The Wadi Ara Taxi Bombing Was Preventable
The Wadi Ara Highway Thursday March 1, in which Claude Kanfu, 27, an instructor for the blind, was killed and 9 people were injured including the terrorists, might possibly have been pre-empted had Israel’s Shin Beit Security service performed as well as necessary and enjoyed better rapport with the police. In two previous terrorist incidents, the police were caught off guard. Therefore, the security service decided this time to manage the operation on its own – from first to last. One disaster, the bombing in Tel Aviv was successfully pre-empted; the highway explosion was not.
The first alarm was sounded Wednesday night around 6 pm, when a group of three Palestinian terrorists who had been under Shit Beit observation for some weeks was sighted loitering outside Dizengoff Center in Tel Aviv checking the entrances to the shops. They all carried cell phones. Earlier that afternoon, they were seen entering a Holon apartment they had been using that belonged to a girl with whom one of them was having an affair. They carried two large bags, suspected of holding explosive materials. The girl, who was detained Wednesday for questioning, is still a mystery: she may be under suspicion for operationally abetting the terrorists. But she may also have cooperated with the Shin Beth to catch the group.
For some reason, the three Palestinians decided against planting either bag in the Dizengoff Center mall; perhaps they sensed the watchers and changed their plan. They proceeded to hide one bag in the back yard of a house in the neighboring Bograshov Street, then hailed a taxi from the corner of King George and Bograshov Streets.
The Shin Beit surveillance team split up – one to keep an eye on the hidden bag, the others to follow the three Palestinians, who alighted at Allenby corner of Montefiore and walked confidently into a fast food restaurant. They seemed to know exactly where they were going. According to one witness, a girl was with them. The agents followed them in. Both groups ordered and consumed a meal. The Palestinians paid and walked out leaving the bag under their table. They were followed by the Israeli agents, except for one, who stayed briefly to alert the restaurant owner about the bag and make sure he called the police, before joining his partners.
This is the point at which the agents would normally have handed over to the police. Not this time. Their operations officers ordered them to carry on alone in view of the lessons drawn from previous incidents – most recently the Netanya bomb outrage in early February. Then, the Shin Beit alerted the police with a full description of a suspicious car parked in the town’s main street. The three terrorists in the car were faster than the police; before they turned round, the bomb went off and the bombers escaped the scene. The police neglected to block the escape route and their pursuit cars, aided by a helicopter, failed to catch the bombers before they disappeared in Palestinian Authority areas, either Kalkilya or Tulcarm.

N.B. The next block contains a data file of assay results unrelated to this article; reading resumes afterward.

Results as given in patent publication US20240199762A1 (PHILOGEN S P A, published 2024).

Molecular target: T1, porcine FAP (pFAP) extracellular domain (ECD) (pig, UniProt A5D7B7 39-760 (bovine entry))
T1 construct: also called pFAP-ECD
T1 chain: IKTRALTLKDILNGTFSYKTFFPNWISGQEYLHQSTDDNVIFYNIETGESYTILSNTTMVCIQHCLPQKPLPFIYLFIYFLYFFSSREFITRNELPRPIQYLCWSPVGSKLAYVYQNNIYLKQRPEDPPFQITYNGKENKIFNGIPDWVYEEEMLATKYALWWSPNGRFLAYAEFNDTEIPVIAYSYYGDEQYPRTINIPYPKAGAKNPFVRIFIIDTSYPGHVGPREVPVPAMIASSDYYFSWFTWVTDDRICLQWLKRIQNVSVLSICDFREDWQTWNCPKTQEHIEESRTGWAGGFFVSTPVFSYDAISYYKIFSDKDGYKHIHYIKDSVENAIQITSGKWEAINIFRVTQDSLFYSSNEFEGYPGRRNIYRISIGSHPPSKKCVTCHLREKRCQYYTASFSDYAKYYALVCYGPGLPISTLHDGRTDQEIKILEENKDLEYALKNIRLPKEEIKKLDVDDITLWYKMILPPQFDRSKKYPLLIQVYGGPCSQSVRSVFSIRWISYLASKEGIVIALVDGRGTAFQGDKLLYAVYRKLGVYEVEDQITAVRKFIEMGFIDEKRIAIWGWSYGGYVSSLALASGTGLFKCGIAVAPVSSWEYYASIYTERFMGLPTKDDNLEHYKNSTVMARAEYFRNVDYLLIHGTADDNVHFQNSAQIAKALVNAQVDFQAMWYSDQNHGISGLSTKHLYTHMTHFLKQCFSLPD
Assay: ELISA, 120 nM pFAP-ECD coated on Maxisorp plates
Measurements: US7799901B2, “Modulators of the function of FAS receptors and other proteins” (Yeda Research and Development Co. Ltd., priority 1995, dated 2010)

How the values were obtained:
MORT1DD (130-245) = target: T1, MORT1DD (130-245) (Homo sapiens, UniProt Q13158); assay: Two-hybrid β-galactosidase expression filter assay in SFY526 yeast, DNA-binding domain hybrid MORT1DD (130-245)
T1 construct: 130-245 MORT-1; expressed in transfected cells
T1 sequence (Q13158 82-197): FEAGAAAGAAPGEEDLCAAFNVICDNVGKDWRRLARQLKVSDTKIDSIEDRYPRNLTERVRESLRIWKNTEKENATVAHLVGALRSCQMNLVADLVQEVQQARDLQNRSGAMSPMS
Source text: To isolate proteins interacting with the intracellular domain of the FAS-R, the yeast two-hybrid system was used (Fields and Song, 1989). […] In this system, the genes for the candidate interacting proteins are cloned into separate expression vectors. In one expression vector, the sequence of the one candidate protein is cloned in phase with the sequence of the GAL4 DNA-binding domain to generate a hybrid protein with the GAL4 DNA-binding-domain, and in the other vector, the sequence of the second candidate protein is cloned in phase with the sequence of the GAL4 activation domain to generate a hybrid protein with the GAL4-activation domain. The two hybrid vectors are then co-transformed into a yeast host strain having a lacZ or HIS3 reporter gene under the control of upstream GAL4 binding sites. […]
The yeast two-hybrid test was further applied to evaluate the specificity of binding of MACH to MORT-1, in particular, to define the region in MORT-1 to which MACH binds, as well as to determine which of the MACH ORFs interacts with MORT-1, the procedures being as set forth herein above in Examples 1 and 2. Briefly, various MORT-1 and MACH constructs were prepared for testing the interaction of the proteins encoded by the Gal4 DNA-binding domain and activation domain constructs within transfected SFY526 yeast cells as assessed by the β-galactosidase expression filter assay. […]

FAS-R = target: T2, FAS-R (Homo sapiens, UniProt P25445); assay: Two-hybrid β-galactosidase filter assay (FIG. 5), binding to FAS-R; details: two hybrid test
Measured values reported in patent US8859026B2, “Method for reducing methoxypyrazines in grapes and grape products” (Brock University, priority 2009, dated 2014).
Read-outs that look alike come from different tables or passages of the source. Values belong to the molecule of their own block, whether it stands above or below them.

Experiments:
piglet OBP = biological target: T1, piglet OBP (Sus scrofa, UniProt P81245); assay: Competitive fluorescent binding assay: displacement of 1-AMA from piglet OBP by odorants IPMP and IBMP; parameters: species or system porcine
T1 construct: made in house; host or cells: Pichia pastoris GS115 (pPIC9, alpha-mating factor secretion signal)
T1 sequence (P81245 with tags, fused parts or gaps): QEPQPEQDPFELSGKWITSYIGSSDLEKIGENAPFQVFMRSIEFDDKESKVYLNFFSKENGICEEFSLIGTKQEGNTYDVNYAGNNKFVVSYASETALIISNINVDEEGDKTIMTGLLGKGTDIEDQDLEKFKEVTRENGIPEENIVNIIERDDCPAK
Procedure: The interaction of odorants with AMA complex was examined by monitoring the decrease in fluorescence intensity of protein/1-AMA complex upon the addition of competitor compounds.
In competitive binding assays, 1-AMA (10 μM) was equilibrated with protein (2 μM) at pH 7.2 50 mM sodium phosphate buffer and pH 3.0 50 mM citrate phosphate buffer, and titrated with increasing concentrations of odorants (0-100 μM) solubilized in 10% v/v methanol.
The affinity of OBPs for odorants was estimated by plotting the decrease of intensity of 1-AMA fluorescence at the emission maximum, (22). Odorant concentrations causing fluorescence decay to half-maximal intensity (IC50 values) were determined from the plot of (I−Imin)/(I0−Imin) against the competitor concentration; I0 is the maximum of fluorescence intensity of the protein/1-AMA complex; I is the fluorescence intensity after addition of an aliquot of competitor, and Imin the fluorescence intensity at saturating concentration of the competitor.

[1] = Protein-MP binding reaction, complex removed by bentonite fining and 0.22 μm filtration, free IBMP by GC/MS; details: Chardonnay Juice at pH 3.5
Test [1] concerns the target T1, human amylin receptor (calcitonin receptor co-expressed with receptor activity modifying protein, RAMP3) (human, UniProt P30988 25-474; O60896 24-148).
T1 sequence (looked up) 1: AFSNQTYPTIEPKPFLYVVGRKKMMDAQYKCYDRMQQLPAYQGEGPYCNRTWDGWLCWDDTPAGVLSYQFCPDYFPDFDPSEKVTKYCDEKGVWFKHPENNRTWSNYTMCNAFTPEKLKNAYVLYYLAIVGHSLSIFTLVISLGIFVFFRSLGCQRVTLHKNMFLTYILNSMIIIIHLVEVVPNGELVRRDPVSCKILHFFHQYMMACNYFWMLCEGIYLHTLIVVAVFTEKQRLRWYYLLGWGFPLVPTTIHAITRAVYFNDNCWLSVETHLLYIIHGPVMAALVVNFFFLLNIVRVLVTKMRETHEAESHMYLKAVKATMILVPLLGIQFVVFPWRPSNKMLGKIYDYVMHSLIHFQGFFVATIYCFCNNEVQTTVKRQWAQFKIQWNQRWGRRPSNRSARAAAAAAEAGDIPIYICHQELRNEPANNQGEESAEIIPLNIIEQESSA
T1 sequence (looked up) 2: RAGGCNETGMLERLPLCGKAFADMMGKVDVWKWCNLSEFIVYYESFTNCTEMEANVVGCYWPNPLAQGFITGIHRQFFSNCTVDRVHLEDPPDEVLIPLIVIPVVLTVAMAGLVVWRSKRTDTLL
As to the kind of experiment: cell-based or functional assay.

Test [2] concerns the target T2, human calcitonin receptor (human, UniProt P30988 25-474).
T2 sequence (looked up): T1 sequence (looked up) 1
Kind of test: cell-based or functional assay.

Harsh words passed between the two services: the police, which is responsible for counter-terrorism in Israel proper, was accused of falling down on the job because its separate districts are not organized to handle a fast pursuit operation cutting through different districts. The Shin Beit demanded that every police district post a special rapid deployment force on round the clock duty. This the police command promised but never implemented, presumably for insufficient funds and manpower.
Consequently, the police were caught napping again when a bus plowed into a group of soldiers waiting for a lift, killing eight. Then too, the rundown bus driven by the killer managed to put 35 km between himself and the scene of the attack before a local force caught up. But even then, the bus would have eluded capture were it not for a resourceful taxi driver who stayed on the rogue bus’s tail.
This time, the Shin Beit were determined to keep the police out of their operation.
Thursday morning, after the failed strike in the Tel Aviv restaurant, the Palestinian trio returned to Dizengoff Center. This time they looked round nervously, apparently conscious of observation. The leader collected the second bag of explosives and headed north to Hadera, One version is that they took a taxi, another that they were driven by an Arab living in Jaffa who was later arrested as their suspected accomplice. The Shin Beit was behind them.
In Hadera they boarded a collective taxi van bound for Nazareth. An elite counter-terrorist squad was staked out at a roadblock on the Umm Fahm junction on the Wadi Ara highway, with orders to stop the van and pick up the Palestinian terrorists.
When the bombers spotted the roadblock ahead, one of the three pulled out a pistol and ordered the drive to step on the gas and crash the roadblock. The driver out of fright hit the brakes and the van drew to a halt. It was immediately surrounded by Shin Beit agents.
As soon as one of them made a move, the explosion occurred, blowing both legs off the lead-bomber. It is not clear who detonated the explosives, which were meant to bring death to a crowd center in the northern town of Nazareth, the lead-bomber or one of his accomplices who was seen using a cell phone when the explosion occurred.
One question now is why did not the Shin Beit detain the bombers on Thursday morning when they came to collect the hidden bomb? Perhaps they hoped for a lead to the head of the squad or other members when one of them used his cell phone. The other question is why did the agents not disarm the hidden bomb after the terrorists left, to spend the night in Holon?